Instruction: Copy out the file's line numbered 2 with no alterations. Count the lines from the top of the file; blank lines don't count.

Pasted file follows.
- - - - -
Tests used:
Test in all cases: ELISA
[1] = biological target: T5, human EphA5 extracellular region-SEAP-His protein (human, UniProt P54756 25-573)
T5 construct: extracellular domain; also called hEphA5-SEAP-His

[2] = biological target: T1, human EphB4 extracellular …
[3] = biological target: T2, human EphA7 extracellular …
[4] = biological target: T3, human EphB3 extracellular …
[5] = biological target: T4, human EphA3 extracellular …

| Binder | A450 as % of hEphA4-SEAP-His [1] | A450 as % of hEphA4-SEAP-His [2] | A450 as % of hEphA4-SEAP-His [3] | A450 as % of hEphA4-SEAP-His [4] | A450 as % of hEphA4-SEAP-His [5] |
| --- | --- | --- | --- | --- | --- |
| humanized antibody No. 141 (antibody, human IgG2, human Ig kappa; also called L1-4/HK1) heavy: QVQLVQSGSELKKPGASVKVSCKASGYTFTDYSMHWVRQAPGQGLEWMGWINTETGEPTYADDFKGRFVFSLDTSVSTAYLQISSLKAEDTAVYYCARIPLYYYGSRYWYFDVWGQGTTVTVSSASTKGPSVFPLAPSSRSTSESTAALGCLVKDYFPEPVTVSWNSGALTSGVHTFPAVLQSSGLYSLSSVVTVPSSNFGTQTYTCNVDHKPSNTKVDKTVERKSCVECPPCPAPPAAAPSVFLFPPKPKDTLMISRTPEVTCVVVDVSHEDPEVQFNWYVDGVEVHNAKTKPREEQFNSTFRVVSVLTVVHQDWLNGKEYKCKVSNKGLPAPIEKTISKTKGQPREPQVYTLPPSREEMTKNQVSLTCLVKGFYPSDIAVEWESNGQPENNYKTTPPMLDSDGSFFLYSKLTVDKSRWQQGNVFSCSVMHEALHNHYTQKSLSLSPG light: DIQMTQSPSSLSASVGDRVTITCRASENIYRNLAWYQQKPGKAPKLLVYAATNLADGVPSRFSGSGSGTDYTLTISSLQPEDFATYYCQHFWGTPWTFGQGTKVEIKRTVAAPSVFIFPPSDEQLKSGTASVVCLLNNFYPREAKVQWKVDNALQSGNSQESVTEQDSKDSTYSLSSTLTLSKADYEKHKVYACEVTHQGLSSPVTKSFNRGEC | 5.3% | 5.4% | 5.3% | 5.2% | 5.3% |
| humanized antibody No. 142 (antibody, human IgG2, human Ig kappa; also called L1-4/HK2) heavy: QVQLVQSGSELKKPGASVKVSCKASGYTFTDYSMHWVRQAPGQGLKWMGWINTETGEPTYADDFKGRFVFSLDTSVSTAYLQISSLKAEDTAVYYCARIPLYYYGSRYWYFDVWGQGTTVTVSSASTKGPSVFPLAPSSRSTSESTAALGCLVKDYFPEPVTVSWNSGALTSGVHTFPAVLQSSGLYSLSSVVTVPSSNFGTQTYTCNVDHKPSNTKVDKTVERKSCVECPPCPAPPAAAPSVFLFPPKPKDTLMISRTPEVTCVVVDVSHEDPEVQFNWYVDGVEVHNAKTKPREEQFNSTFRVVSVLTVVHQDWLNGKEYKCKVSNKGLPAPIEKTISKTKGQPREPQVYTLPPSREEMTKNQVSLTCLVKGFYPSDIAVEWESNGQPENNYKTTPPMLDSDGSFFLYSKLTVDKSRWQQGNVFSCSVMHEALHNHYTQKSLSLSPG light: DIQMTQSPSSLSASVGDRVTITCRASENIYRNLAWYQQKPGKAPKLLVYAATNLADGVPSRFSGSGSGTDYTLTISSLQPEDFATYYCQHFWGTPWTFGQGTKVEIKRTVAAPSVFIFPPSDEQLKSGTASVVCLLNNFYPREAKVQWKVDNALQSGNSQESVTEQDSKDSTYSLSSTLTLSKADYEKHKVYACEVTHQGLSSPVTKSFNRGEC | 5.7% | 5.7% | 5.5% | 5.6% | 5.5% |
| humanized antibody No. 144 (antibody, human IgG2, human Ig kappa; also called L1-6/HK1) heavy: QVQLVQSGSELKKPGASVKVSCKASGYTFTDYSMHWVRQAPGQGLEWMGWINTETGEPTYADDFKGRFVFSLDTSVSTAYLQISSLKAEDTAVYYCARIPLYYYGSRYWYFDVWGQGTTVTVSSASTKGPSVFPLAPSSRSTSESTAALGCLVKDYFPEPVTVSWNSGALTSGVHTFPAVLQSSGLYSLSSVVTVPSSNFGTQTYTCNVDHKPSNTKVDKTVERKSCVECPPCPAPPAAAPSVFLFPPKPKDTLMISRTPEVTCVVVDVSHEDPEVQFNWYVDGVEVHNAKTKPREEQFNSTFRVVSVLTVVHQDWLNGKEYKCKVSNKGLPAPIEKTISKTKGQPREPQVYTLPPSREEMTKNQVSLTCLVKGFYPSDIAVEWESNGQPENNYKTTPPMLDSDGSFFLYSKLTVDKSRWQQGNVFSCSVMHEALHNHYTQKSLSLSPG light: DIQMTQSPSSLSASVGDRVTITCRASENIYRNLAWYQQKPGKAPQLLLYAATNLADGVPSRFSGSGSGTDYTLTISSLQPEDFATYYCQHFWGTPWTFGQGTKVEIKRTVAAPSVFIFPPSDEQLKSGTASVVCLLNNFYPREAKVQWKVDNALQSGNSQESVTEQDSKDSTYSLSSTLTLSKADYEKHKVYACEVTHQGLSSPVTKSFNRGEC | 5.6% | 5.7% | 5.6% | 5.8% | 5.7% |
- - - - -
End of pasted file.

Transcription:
Test in all cases: ELISA